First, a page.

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Engineered Production of Short-Chain Acyl-Coenzyme A Esters in Saccharomyces cerevisiae
journal contributionposted on 2018-03-02, 00:00 authored by Nicolas Krink-Koutsoubelis, Anne C. Loechner, Anna Lechner, Hannes Link, Charles M. Denby, Bastian Vögeli, Tobias J. Erb, Satoshi Yuzawa, Tadas Jakociunas, Leonard Katz, Michael K. Jensen, Victor Sourjik, Jay D. Keasling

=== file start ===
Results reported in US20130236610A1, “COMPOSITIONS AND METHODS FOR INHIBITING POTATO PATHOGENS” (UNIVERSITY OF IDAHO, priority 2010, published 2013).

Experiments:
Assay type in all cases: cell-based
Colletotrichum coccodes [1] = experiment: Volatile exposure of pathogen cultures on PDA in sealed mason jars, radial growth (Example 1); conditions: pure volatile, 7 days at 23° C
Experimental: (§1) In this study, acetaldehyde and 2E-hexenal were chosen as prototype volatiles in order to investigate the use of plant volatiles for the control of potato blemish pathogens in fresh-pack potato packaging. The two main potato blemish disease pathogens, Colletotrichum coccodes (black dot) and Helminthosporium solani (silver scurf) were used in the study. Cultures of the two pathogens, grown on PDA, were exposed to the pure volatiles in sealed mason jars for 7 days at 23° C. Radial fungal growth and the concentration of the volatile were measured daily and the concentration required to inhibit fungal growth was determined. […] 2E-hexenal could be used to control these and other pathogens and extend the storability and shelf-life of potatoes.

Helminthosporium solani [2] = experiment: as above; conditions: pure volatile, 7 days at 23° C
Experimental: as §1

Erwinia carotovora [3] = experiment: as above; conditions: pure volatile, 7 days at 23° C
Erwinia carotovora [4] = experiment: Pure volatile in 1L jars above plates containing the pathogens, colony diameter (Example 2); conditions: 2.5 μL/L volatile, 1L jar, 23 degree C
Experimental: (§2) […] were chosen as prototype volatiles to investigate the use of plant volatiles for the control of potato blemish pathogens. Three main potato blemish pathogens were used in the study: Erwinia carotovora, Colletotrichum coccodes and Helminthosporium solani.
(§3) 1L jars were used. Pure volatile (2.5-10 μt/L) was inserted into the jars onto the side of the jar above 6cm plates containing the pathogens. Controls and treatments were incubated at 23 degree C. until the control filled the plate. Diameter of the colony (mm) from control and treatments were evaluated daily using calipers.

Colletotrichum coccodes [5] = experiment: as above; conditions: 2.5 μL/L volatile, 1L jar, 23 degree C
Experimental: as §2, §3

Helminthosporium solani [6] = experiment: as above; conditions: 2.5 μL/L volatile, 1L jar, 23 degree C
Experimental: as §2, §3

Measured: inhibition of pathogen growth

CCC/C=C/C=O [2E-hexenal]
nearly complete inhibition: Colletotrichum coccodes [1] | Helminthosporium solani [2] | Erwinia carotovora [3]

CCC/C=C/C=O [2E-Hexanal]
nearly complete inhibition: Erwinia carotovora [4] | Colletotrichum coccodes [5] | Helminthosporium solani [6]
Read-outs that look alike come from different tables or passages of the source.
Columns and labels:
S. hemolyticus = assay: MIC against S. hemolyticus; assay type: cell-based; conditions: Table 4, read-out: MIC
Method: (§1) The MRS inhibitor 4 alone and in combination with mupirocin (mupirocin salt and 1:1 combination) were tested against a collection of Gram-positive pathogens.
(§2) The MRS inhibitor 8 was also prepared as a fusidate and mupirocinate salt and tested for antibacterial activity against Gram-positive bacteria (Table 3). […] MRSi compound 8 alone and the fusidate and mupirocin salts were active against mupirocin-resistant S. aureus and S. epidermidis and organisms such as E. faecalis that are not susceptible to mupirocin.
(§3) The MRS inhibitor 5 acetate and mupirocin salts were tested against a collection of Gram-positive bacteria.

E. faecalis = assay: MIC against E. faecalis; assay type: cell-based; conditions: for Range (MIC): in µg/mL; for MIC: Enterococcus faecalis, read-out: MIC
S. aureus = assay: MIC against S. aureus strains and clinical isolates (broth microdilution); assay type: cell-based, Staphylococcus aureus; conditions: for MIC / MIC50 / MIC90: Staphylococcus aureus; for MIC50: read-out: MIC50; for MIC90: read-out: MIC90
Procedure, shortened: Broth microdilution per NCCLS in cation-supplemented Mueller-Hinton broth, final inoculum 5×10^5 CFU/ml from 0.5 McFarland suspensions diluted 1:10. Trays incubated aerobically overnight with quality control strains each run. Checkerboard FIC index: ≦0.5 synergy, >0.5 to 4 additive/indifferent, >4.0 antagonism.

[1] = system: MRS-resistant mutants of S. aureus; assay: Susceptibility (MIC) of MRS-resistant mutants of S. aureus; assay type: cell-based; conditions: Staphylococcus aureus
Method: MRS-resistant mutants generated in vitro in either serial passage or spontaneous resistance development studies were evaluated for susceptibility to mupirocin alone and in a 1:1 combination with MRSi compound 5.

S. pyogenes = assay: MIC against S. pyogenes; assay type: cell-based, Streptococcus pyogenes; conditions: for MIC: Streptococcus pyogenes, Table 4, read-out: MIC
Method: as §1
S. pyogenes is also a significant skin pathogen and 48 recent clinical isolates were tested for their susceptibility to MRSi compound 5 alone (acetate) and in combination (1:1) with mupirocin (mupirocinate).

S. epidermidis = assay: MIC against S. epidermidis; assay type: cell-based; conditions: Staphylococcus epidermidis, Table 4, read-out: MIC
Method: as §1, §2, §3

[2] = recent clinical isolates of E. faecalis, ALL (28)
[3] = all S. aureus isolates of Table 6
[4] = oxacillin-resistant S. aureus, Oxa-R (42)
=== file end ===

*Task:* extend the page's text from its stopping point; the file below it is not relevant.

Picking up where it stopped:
Short-chain acyl-coenzyme A esters serve as intermediate compounds in fatty acid biosynthesis, and the production of polyketides, biopolymers and other value-added chemicals. S. cerevisiae is a model organism that has been utilized for the biosynthesis of such biologically and economically valuable compounds. However, its limited repertoire of short-chain acyl-CoAs effectively prevents its application as a production host for a plethora of natural products. Therefore, we introduced biosynthetic metabolic pathways to five different acyl-CoA esters into S. cerevisiae. Our engineered strains provide the following acyl-CoAs: propionyl-CoA, methylmalonyl-CoA, n-butyryl-CoA, isovaleryl-CoA and n-hexanoyl-CoA. We established a yeast-specific metabolite extraction protocol to determine the intracellular acyl-CoA concentrations in the engineered strains. Propionyl-CoA was produced at 4–9 μM; methylmalonyl-CoA at 0.5 μM; and isovaleryl-CoA, n-butyryl-CoA, and n-hexanoyl-CoA at 6 μM each. The acyl-CoAs produced in this study are common building blocks of secondary metabolites and will enable the engineered production of a variety of natural products in S. cerevisiae. By providing this toolbox of acyl-CoA producing strains, we have laid the foundation to explore S. cerevisiae as a heterologous production host for novel secondary metabolites.